Millennials are notoriously exacting when it comes to technology and their applications. They are a generation that has grown up with the Internet and barely experienced the period before smartphones and laptops.

Millennial opinions on matters such as customer service — where the model is still based on call centers and extended phone hold periods — are unsurprisingly negative. VividTech — an emerging startup for user-friendly customer service IVR — strives to redefine the antiquated customer service and chatbot model by catering to millennials while concurrently cutting costs for enterprises on the back-end.

Vivid has been part of the prestigious Google and Microsoft accelerators and has also raised over $300K in seed funding. We sat down with VividTech Founder and CEO Omer Khan, who provided some insights into the growing field of chatbots, digital customer service, and leading a startup in the tech space.

How did you get your start in the tech space?

I started working in the contact center engineering space back in 2003. I was particularly interested in this space because contact centers were the only place where the voice data converged. At the time, it was the early-stage for VoIP, and copper was still regarded as the enterprise-grade quality medium for contact center deployment.

My workplace was one of the largest contact center deployments in the country at the time, full of intricate engineering challenges and scaling issues. It allowed me to observe and learn from the finest in the industry. I later went on to join a consulting consortium and collaborated with Apple, AT&T, Barclays, BNYM, and other Fortune 200 companies.

When did you realize the vision for VividTech?

Observing Fortune 200 companies up close made me realize the contact center industry hadn’t really changed in the last four decades, there was little or no innovation. With the rise of cell phones, cloud infrastructure, and AI — there was a huge gap in the market.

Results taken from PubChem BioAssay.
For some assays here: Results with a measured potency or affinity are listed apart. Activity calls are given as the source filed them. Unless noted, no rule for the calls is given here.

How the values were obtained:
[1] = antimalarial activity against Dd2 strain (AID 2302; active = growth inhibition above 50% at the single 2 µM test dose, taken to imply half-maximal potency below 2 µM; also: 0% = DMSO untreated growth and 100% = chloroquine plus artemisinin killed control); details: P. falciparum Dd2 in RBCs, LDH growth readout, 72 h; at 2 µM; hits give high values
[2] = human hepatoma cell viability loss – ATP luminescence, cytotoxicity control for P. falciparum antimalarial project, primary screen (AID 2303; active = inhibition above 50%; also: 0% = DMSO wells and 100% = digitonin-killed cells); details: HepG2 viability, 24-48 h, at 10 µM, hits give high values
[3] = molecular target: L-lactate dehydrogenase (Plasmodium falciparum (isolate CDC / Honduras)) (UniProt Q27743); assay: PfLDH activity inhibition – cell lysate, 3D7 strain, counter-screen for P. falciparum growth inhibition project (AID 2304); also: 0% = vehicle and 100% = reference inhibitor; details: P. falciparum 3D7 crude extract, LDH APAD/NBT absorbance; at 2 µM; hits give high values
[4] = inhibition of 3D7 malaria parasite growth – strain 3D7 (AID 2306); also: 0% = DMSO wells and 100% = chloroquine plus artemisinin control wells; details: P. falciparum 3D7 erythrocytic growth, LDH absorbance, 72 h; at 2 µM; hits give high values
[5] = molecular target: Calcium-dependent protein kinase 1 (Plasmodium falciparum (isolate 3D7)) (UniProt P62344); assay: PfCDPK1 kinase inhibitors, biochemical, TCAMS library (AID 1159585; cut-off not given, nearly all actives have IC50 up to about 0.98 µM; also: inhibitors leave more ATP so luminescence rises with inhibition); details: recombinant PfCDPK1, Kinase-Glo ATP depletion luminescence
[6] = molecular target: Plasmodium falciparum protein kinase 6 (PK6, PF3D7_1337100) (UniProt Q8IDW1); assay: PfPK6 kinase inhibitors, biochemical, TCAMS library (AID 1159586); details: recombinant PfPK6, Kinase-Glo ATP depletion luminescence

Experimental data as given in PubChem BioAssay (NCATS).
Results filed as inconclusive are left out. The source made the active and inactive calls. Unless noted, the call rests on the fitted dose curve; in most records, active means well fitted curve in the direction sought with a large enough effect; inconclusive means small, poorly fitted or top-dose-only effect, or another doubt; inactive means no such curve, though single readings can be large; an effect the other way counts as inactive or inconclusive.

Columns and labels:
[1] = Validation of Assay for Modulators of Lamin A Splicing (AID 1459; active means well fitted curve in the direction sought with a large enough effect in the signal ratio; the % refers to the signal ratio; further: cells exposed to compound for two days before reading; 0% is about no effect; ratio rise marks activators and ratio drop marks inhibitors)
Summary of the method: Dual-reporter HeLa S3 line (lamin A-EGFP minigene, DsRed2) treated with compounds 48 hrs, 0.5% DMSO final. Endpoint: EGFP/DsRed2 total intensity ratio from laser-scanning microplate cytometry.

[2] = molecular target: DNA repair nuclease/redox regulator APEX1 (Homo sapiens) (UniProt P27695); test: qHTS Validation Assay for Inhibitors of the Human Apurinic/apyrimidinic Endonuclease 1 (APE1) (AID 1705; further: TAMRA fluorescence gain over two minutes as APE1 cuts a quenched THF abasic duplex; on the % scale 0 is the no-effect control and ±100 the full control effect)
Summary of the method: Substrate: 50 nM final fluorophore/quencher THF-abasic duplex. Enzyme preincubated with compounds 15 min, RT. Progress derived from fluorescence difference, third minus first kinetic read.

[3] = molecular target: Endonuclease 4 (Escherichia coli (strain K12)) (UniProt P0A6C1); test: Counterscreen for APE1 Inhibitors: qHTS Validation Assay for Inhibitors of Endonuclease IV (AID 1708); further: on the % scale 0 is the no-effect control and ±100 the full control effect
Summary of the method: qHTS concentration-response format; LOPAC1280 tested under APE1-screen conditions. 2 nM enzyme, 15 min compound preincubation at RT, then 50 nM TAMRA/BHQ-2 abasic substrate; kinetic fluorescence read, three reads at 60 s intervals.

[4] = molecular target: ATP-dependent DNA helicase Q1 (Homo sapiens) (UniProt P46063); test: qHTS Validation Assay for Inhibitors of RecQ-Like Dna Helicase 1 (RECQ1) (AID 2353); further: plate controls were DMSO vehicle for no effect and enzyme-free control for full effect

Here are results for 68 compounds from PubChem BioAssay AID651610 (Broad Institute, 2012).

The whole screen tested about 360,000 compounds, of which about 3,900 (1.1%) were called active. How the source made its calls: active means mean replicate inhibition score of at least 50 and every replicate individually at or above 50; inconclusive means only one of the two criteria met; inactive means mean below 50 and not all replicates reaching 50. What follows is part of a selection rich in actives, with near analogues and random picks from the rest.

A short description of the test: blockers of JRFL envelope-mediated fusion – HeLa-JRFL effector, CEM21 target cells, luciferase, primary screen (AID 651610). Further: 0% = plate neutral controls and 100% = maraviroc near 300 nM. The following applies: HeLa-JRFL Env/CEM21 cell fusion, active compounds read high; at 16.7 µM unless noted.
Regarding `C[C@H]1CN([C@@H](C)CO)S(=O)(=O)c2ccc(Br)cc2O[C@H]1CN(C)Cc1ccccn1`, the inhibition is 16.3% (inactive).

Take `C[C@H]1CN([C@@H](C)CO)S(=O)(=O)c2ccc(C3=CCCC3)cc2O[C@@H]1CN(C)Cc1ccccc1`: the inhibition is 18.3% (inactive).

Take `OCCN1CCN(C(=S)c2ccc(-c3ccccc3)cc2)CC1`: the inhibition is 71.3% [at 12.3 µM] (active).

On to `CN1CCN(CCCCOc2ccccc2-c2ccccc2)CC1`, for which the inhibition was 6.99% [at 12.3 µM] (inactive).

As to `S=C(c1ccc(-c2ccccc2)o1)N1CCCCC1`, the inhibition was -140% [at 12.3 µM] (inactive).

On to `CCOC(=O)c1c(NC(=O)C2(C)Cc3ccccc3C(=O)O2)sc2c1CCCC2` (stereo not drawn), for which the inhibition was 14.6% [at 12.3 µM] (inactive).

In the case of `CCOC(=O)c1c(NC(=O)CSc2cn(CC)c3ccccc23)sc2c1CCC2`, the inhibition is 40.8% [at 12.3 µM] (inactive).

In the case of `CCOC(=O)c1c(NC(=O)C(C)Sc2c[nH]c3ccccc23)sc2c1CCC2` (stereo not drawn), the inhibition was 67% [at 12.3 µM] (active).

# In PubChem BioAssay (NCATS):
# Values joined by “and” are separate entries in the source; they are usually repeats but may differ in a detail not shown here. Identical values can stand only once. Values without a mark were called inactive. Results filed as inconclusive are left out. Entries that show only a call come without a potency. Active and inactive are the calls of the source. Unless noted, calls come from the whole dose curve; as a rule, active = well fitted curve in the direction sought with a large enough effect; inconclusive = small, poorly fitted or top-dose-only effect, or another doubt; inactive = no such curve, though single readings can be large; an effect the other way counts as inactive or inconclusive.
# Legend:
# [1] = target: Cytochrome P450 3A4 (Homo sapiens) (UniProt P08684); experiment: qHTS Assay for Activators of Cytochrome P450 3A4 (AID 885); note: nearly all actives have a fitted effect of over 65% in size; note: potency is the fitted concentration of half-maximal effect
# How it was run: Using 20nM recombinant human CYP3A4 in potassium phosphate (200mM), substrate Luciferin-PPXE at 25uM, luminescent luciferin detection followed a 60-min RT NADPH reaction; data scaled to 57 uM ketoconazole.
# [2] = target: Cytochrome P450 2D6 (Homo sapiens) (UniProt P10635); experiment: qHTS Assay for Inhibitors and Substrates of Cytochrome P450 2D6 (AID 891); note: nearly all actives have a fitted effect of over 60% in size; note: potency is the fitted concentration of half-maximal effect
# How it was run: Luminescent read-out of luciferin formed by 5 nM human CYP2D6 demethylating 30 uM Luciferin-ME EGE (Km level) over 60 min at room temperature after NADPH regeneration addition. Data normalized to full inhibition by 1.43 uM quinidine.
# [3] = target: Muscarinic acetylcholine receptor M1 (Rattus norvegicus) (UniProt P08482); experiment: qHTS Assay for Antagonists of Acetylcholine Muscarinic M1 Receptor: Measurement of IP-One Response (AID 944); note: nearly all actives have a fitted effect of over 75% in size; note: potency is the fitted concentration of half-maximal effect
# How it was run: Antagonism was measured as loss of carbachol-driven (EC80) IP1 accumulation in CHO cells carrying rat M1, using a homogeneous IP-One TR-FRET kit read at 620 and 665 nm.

I remember I had to change a flight and stayed on the phone with a well-known travel company and was waiting on the line for over 35 minutes before being told that I was transferred to the wrong department.

That was the moment when I realized the mobile phones in our pocket are more powerful than the Apollo 11 (landed on the moon), and that millions of us are still “waiting on the line.” There had to be a better solution that leverages innovation to remove friction and make the lives of millions of consumer easier than the status quo.

Sustainability in the tech space is difficult to achieve, yet your company has thrived for several years among the leaders in chatbots. What are some helpful strategies that you could impart to other tech leaders and managers?

Attention arbitrage is one of the most challenging ordeals of our time. I have found that engaging customers meaningfully has been the single most successful strategy every time. Any system or strategy that doesn’t center its focus on consumers cannot last very long. Chatbots not only focus on meaningful customer engagement but also learn from their interaction with the customers.